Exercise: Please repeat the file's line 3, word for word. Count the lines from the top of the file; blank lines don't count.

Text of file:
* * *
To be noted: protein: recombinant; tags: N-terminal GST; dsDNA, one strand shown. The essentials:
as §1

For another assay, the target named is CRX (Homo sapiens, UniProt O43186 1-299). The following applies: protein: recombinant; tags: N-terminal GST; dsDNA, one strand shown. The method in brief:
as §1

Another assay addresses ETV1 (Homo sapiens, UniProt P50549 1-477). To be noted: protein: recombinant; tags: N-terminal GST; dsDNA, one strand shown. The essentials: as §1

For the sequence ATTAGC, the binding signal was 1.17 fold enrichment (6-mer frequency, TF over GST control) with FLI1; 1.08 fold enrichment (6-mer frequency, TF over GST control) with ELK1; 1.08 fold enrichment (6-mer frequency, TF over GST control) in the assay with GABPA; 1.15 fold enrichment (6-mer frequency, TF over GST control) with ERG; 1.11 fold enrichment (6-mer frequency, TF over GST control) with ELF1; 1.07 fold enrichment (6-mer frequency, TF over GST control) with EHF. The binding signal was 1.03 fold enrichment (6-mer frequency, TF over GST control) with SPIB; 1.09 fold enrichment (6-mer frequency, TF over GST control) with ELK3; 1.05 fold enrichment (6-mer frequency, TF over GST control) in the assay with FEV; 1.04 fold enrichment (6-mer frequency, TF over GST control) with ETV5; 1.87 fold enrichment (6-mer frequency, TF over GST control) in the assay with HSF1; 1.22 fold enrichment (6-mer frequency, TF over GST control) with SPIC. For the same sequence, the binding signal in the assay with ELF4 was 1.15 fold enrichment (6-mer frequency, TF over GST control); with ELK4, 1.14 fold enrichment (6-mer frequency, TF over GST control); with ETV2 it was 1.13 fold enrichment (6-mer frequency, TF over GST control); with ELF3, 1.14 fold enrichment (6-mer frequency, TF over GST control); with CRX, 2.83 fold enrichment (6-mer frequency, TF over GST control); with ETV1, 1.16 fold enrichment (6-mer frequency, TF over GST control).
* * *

For another assay, the target named is CRX (Homo sapiens, UniProt O43186 1-299). The following applies: protein: recombinant; tags: N-terminal GST; dsDNA, one strand shown. The method in brief: